SIDNEY, B.C. - In earthquake-prone British Columbia, which experiences about 1,500 quakes a year, a preoccupation with The Big One is never far from the surface.
It breaks through almost every time a quake does more than rattle the kitchen glassware. So it wasn't surprising when the airwaves buzzed with Big One talk after three sizable temblors rocked the ocean floor off the West Coast.
A magnitude 6.5 quake was recorded just after 3 a.m. local time last Saturday under the Pacific Ocean south of the Queen Charlotte Islands.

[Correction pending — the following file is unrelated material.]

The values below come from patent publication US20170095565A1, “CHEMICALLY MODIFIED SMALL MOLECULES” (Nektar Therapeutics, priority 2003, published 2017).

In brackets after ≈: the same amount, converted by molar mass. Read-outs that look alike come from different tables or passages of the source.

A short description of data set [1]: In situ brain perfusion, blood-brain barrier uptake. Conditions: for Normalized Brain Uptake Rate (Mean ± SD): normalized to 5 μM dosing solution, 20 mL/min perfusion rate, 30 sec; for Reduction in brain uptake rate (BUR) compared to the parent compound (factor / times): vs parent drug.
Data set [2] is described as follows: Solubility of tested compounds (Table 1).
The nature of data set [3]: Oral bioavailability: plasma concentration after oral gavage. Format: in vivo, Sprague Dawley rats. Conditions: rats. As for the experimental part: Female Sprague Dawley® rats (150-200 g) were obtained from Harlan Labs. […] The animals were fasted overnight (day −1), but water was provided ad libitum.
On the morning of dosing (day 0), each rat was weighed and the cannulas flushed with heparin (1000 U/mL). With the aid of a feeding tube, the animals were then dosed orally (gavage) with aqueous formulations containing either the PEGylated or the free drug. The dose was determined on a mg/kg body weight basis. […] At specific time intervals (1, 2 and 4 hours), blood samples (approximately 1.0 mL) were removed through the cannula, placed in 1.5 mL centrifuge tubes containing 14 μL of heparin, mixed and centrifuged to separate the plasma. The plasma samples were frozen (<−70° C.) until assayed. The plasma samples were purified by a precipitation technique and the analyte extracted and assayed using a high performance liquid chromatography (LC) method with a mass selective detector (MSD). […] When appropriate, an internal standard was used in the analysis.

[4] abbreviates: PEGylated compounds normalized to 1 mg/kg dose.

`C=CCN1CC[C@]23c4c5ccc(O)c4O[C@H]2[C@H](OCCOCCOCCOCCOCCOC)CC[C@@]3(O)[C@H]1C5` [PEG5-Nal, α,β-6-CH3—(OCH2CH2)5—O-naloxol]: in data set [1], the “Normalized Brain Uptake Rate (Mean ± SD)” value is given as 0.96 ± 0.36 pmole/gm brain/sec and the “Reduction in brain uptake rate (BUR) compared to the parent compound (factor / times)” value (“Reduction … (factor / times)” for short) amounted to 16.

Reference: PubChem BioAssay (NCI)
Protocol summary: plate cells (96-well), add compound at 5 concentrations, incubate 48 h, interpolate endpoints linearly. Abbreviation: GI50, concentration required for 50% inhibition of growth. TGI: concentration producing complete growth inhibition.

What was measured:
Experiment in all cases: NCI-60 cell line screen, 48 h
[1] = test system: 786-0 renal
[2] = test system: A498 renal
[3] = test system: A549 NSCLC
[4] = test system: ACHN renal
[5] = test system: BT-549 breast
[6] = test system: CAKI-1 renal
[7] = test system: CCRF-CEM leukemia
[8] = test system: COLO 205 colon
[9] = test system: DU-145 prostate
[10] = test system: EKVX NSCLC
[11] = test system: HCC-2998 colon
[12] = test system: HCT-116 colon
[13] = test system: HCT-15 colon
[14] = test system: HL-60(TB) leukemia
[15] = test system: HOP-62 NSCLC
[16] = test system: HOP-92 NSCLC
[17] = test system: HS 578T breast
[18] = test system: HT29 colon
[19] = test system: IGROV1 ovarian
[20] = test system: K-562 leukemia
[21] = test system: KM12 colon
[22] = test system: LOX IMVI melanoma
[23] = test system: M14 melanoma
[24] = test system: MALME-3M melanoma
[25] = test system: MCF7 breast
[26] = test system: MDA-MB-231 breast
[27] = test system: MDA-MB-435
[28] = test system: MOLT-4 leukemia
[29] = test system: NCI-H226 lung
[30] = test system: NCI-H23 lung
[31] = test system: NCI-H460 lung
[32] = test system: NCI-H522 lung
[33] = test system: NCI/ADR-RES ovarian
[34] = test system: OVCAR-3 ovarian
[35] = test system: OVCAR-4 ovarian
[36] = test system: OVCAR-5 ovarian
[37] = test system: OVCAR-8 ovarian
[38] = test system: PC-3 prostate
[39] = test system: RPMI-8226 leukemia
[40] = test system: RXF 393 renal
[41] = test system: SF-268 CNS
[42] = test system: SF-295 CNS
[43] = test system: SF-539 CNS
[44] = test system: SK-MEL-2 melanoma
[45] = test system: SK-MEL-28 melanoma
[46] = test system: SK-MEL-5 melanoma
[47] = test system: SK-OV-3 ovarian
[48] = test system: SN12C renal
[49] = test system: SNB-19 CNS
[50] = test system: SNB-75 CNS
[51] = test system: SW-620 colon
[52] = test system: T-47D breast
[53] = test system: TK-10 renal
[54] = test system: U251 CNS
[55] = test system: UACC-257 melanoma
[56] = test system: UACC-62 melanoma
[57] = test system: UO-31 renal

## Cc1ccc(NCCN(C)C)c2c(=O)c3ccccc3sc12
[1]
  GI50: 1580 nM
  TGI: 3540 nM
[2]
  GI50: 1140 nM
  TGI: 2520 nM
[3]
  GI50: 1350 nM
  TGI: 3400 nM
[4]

A second, similar-sized quake occurred about 45 minutes later in roughly the same location.
Wednesday morning, a third quake, measured at magnitude 6.1, was traced to the same spot.
Enough to send ripples through quake-sensitive British Columbians who wondered whether this cluster of large shakers might not be a precursor for The Big One.
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